Jules Verne also wrote plays, essays, and even libretti—the text to an opera or other type of musical performance—over the course of his lifetime.
A League of His Own
Jules Verne is born in Nantes, France
Would you believe that the submarine hadn’t even been invented when Jules Verne wrote Twenty Thousand Leagues Under the Sea, kicking off the sci-fi genre with a splash?
Even as a child, Verne was a visionary, writing adventure stories that previewed today’s modern conveniences and technological wonders including tall skyscrapers, gas-powered cars, helicopters, and even television.
But sometimes his imagination and curiosity got him into deep trouble. At 12, he snuck his way onto a ship bound for India, but luckily got caught before the ship left. Let’s just say that father Pierre was none too happy. Little Jules responded, "I shall from now on only travel in my imagination." And so he did.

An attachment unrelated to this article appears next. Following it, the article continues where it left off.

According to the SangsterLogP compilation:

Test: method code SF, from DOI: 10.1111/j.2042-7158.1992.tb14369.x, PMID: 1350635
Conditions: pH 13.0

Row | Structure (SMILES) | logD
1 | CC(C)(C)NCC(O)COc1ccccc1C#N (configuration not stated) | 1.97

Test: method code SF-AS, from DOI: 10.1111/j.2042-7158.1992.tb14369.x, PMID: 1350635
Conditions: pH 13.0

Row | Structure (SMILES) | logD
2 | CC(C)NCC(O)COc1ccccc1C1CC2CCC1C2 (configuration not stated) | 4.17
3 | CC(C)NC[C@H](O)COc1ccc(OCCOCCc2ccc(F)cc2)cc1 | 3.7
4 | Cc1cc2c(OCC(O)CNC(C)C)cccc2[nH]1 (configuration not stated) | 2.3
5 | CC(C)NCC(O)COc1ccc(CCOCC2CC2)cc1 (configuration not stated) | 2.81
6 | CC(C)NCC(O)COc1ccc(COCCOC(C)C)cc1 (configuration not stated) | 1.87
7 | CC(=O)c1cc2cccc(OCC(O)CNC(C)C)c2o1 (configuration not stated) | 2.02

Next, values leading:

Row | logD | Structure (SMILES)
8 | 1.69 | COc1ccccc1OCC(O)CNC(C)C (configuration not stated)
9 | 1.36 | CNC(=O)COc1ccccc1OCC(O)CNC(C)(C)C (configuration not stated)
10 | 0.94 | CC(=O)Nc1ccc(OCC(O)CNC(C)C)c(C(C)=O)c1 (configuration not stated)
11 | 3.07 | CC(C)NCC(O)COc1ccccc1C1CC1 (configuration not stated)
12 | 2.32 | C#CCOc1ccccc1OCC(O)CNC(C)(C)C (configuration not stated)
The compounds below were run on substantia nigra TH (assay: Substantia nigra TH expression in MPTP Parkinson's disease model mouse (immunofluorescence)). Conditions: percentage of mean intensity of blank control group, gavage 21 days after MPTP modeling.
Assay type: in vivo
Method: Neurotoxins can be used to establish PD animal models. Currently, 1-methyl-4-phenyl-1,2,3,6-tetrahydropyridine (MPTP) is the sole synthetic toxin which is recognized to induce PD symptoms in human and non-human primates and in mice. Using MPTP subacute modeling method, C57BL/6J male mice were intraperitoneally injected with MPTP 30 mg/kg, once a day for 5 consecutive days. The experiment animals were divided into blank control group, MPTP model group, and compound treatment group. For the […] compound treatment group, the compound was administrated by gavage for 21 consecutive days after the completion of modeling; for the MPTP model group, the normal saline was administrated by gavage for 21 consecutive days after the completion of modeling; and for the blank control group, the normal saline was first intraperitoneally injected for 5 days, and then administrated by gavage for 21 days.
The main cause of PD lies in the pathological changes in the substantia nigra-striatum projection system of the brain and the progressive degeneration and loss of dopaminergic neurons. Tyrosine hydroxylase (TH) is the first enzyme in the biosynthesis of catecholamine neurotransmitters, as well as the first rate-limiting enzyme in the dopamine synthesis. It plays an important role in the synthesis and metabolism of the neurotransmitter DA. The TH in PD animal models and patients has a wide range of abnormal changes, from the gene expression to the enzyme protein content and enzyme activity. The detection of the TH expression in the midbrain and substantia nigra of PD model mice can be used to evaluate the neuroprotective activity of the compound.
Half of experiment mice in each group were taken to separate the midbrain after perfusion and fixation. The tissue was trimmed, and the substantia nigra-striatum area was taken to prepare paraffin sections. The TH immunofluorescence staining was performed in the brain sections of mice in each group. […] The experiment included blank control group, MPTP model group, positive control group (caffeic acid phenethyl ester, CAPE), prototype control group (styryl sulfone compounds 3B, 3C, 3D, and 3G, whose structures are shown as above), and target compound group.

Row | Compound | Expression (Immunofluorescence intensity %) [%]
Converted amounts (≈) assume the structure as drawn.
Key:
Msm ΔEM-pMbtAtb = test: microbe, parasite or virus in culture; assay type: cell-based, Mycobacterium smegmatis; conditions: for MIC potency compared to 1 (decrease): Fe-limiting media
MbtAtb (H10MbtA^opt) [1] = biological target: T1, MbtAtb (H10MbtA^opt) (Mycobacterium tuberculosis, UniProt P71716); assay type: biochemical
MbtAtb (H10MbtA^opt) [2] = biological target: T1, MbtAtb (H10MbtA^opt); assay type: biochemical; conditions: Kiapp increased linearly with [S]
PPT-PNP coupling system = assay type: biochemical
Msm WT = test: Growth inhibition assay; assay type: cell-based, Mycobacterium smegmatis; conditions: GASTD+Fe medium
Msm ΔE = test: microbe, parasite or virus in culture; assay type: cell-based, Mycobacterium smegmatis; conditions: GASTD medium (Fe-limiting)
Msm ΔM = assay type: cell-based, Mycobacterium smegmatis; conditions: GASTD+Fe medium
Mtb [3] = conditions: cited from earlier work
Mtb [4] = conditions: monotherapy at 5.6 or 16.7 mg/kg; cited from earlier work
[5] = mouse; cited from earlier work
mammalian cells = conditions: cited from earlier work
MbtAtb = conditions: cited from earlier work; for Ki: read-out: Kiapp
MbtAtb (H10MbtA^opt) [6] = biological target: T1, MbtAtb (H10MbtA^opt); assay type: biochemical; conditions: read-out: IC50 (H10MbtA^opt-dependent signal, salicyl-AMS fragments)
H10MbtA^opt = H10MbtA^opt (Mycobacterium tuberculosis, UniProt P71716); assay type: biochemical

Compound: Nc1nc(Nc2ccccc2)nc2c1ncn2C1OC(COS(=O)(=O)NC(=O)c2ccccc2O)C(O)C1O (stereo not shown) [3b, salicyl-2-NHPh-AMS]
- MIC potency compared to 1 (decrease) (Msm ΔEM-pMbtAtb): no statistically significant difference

While his early stories, like the one about exploring Africa in a hot-air balloon, were rejected by publishers, Verne stuck with it. Eventually that story, with a few changes, appeared in print in 1863 as “Five Weeks in a Balloon.” From then on, Verne wrote new works every year until he died.